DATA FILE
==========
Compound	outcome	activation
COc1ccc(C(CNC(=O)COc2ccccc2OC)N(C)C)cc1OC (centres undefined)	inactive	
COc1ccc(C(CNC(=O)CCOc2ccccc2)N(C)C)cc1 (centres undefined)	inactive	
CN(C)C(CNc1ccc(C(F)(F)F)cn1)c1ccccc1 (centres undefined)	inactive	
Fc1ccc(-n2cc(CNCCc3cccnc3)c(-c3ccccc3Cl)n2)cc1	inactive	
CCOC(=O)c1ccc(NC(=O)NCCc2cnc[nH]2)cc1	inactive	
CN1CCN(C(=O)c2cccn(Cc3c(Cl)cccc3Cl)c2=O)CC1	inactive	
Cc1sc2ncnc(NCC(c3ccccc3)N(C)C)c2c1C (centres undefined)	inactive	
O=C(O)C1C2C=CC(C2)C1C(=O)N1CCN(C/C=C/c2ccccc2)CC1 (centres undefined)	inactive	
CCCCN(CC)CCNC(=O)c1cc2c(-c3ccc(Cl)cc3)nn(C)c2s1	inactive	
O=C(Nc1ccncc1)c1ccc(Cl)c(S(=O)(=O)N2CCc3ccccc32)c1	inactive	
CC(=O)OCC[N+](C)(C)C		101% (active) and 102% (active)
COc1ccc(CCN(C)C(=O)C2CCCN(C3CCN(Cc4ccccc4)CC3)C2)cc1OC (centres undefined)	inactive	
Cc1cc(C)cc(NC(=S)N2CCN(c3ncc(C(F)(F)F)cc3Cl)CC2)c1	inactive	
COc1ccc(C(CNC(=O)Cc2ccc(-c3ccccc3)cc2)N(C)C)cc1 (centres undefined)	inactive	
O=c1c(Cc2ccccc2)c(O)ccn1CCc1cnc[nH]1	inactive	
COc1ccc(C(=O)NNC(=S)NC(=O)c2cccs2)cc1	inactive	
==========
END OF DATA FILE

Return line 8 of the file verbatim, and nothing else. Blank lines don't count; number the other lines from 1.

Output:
Cc1sc2ncnc(NCC(c3ccccc3)N(C)C)c2c1C (centres undefined)	inactive	